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This book has 2 recommendations
Tim Ferriss (Author & Entrepreneur)
I bought this book at Kinokuniya bookstore in Shinjuku, Tokyo. It is as thick as a Harry Potter book, probably thicker, but the pages are as thin as onion skin. It’s a serious tome. I never expected to finish it, and I tore through it in less than two weeks.
If you’re like me and enjoy a good Samurai story – the wandering ronin, epic battle scenes with lots of penetrating (wisdom), then you’ll love Eiji Yoshikawa’s Musashi. It’s sold more than 100 million copies in Japanese. Musashi’s transformation from talented yet conflicted young warrior to one of the greatest (perhaps the greatest) swordsman of all time teaches you about critical thinking, strategizing, and ultimately, that there is more to life than merely surviving. Musashi re-created himself from nothing and rose from destitution to legend.
Cliff Hartono (CEO/Jasri Partners)My favourite non-business book is probably Musashi by Eiji Yoshikawa. It is a fictionalized history of Musashi Miyamoto, who is known in Japan as its greatest swordsman and warrior. He is probably one of the most underappreciated people in history – after being undefeated in countless duels, he became an accomplished architect, painter, sculptor, writer and philosopher. A captivating book about an endlessly fascinating person.
The classic samurai novel about the real exploits of the most famous swordsman.
Miyamoto Musashi was the child of an era when Japan was emerging from decades of civil strife. Lured to the great Battle of Sekigahara in 1600 by the hope of becoming a samurai-without really knowing what it meant-he regains consciousness after the battle to find himself lying defeated, dazed and wounded among thousands of the dead and dying. On his way home, he commits a rash act, becomes a fugitive and brings life in his own village to a standstill-until he is captured by a weaponless Zen monk.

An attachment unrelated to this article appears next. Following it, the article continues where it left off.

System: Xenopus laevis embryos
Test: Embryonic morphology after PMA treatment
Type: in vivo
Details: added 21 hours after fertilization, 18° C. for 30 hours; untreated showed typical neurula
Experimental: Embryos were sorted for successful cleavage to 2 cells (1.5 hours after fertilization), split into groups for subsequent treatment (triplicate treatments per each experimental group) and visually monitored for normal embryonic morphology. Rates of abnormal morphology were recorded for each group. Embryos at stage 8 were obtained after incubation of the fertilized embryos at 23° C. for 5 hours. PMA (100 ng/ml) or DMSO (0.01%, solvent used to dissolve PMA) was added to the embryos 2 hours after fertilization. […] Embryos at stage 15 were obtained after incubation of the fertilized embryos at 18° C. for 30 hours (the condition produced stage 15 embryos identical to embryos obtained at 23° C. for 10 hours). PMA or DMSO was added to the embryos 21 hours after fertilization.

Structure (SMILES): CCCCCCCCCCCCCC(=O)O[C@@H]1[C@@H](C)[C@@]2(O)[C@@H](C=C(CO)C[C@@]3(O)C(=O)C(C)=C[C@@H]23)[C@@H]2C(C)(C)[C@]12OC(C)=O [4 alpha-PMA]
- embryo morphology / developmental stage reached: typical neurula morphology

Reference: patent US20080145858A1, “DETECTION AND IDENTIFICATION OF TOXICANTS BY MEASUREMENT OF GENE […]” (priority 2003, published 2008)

The lovely Otsu, seeing in Musashi her ideal of manliness, frees him from his tortuous punishment, but he is recaptured and imprisoned. During three years of solitary confinement, he delves into the classics of Japan and China. When he is set free again, he rejects the position of samurai and for the next several years pursues his goal relentlessly, looking neither to left nor to right.
Ever so slowly it dawns on him that following the Way of the Sword is not simply a matter of finding a target for his brute strength. Continually striving to perfect his technique, which leads him to a unique style of fighting with two swords simultaneously, he travels far and wide, challenging fighters of many disciplines, taking nature to be his ultimate and severest teacher and undergoing the rigorous training of those who follow the Way. He is supremely successful in his encounters, but in the Art of War he perceives the way of peaceful and prosperous governance and disciplines himself to be a real human being.
He becomes a reluctant hero to a host of people whose lives he has touched and been touched by. And, inevitably, he has to pit his skill against the naked blade of his greatest rival.
Musashi is a novel in the best tradition of Japanese story telling. It is a living story, subtle and imaginative, teeming with memorable characters, many of them historical. Interweaving themes of unrequited love, misguided revenge, filial piety and absolute dedication to the Way of the Samurai, it depicts vividly a world Westerners know only vaguely. Full of gusto and humor, it has an epic quality and universal appeal.